Last Updated: Friday - 09/24/2010
Week of February 15, 1999
Laity who run parishes
By LELLA BLUMER
Special to the WCR
Clement Dery hopes the position of lay pastoral administrator will someday be a permanent one in the Church, even without a shortage of priests.
"I've asked myself many times: If a Greyhound full of priests pulled up into town tomorrow, would I still be here?"
At this stage, it's still a rhetorical question, despite the fact that it's been more than a year since Archbishop Joseph MacNeil appointed Dery to the position at Immacul‚e Conception Parish in central Edmonton.
The parish, which serves just over 80 francophone families from across the city, has been without a resident priest for 10 years.
Dery handles the administrative and pastoral work of the parish, working closely with a number of parish committees. They plan liturgies, set priorities, coordinate activities and arrange for sacramental preparation jointly with the other francophone churches in the city.
Dery's responsibilites range from looking after building maintenance, to administering the parish's finances, to visiting the sick.
They are all tasks which lay people are more than capable of handling, he says.
"Many lay people have the ability to do these things naturally, but they have to be empowered to bring their gifts to the community."
For example, he says, many parents are timid when it comes to taking charge of preparing their children for First Communion, but "they need to be told that they do have that ability."
"We are all baptized into a community, and we each have a call to different charisms. Priests are members of the community with a charism that is different than others - to preside at liturgy."
Philippe Lamoureux, who was recently appointed pastoral administrator at St. Pius X Parish on an interim basis, agrees that celebrating the Eucharist and presiding at other sacraments is clearly the priest's domain.
"But the rest, particularly the administrative work, can be done by lay people and doesn't necessarily require the background of a priest."
Lamoureux links his appointment directly to the shortage of priests. "I think that at the present time this is a way of taking pressure off the priest and permitting him to devote himself to the spiritual needs of parishioners."
It's a role that may become increasingly familiar over the next few years.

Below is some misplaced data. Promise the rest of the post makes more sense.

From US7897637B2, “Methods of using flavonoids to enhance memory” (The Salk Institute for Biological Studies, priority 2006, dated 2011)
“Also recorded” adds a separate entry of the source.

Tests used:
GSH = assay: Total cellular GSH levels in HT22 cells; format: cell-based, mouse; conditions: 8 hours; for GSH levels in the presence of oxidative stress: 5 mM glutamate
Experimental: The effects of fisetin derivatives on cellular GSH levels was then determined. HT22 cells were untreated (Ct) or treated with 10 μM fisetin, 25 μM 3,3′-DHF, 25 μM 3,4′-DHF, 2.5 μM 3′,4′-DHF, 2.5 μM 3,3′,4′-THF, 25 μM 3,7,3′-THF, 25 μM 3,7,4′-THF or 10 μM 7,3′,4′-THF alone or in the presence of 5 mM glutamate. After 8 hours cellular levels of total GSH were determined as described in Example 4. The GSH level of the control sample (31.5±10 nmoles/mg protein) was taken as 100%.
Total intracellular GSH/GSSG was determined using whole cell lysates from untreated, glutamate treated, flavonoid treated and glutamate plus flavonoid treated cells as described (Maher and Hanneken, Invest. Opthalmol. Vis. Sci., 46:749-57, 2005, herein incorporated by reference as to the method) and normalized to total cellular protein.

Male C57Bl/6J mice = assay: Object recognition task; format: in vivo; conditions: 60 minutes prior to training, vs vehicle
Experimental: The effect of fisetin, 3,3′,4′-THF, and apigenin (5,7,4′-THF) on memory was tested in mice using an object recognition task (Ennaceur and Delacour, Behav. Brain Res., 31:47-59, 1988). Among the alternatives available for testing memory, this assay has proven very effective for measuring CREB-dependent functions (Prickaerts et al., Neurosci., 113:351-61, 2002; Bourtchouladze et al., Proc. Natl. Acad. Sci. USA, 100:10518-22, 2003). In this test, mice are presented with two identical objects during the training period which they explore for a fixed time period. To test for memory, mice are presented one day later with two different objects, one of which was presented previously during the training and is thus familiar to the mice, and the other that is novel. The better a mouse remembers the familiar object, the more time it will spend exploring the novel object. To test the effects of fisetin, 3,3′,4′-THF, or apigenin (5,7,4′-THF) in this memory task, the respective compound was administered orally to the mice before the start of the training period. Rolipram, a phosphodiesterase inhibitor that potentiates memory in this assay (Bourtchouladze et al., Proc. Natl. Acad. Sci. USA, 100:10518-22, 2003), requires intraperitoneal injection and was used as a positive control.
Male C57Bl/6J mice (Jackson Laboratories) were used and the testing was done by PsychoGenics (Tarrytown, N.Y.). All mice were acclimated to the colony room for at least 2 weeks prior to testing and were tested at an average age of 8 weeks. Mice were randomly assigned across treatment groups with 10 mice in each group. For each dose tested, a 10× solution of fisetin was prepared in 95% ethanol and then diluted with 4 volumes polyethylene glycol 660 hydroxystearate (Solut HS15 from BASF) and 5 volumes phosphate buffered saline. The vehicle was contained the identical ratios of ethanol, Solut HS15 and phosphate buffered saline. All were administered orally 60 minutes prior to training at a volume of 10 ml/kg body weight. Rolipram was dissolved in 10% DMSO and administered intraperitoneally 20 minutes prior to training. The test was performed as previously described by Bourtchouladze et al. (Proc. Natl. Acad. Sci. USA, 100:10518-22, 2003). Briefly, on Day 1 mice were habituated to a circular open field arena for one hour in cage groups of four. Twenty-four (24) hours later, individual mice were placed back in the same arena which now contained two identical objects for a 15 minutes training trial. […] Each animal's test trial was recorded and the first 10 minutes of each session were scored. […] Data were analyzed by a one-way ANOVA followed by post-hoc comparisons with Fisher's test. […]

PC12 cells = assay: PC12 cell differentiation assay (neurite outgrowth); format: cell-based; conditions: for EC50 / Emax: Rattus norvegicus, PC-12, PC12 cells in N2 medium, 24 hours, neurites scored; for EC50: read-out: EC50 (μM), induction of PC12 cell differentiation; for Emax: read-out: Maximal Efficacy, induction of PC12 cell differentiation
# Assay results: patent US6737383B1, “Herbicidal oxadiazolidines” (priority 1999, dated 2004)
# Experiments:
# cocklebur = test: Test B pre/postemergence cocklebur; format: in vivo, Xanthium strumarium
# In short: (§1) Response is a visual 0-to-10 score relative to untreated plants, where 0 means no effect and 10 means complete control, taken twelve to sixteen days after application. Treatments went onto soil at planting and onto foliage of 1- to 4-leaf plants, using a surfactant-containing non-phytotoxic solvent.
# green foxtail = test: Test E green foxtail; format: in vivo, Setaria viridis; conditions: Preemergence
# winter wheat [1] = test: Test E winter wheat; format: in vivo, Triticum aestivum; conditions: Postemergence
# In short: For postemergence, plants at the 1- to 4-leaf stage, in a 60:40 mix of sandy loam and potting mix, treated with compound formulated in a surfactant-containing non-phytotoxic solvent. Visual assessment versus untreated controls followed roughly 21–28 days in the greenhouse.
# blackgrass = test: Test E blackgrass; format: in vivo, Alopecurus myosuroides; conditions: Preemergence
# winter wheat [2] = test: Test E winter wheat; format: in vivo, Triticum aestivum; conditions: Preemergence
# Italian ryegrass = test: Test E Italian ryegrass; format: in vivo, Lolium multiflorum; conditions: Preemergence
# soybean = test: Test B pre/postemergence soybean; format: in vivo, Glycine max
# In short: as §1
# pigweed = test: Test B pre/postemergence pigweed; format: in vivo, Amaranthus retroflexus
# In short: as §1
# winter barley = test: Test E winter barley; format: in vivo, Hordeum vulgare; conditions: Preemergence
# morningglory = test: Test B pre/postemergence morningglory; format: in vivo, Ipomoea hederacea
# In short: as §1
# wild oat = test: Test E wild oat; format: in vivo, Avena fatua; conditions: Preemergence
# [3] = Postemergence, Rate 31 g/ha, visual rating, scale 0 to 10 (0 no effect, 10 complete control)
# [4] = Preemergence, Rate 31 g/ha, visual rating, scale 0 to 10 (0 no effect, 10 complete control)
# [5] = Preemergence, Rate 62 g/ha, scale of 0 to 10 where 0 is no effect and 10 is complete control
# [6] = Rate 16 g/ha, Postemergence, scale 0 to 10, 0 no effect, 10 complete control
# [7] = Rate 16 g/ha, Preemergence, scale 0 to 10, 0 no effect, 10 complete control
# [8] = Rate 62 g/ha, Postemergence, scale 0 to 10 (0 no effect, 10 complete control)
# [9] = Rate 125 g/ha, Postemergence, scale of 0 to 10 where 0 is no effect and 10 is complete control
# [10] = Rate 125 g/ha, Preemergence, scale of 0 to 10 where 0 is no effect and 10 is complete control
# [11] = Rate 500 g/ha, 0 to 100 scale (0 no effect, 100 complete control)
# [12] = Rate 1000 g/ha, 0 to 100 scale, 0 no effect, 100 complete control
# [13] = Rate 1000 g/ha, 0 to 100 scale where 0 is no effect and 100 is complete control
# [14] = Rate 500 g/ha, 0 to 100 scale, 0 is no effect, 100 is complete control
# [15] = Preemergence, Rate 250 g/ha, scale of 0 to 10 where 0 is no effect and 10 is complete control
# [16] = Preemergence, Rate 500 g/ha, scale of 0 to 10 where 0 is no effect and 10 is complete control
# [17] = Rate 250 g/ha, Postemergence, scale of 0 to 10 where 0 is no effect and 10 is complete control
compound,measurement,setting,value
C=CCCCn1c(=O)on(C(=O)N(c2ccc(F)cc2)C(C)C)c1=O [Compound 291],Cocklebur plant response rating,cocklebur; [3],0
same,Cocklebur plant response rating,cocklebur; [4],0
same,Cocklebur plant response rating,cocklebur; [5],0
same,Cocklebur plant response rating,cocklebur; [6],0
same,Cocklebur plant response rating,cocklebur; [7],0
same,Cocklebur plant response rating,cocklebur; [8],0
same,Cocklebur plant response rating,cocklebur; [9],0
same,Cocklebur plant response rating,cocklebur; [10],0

John Acheson, author of the Transformation of Parishes (ToPs) report, which sets out a plan of amalgamating parishes to deal with the declining number of priests, says more parishes may consider hiring a pastoral administrator. But the impetus may in fact come from a combination of the shortage of priests and the expanding role of the laity.
"I suspect that the trigger is that we have fewer and fewer priests, but at the same time, the pope's document on the role of the laity clearly states that there is to be an increased role for lay people in the Church."
Acheson says the ToPs report is a short-term document to help the archdiocese through the next five years or so, but he predicts that after that time, there will be some fundamental changes called for in the Church, and part of that may be an increase in the number of people called to serve as pastoral administrators.
Dery says that training for lay people such as that proposed by Newman Theological College in the near future, may help parishioners become more comfortable with and knowledgeable about their increased role in the Church.
But while formal studies in theology and Scripture are important, he says emphasis should be placed on developing courses to help lay people deal with ministering directly to people in need, such as those who are sick.
"Looking after the heart of people is the most important - people who are lonely and need an ear, people who are divorced or widowed. . . . It's not necessarily rules we need, it's love and compassion."